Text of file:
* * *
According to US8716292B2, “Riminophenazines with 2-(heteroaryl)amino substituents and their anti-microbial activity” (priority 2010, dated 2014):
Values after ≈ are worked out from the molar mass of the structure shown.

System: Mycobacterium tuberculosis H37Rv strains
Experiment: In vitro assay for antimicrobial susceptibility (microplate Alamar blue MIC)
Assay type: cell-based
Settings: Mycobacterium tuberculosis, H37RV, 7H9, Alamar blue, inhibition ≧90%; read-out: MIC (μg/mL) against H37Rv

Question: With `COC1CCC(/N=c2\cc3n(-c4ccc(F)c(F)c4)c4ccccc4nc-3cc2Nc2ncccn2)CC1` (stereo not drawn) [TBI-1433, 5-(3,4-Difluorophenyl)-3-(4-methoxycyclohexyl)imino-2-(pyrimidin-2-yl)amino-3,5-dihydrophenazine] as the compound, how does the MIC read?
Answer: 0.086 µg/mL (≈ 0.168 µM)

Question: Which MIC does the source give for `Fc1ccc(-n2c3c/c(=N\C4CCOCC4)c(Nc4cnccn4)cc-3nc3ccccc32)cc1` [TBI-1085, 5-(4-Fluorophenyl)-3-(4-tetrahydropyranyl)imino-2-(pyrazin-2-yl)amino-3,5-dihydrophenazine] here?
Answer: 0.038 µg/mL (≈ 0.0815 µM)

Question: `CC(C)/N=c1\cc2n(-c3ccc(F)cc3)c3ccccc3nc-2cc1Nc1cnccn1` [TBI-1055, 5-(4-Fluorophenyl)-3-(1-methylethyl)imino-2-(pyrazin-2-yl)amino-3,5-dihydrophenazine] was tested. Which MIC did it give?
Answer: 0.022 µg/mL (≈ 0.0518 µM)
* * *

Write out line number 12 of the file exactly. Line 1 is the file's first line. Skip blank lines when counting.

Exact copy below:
Answer: 0.022 µg/mL (≈ 0.0518 µM)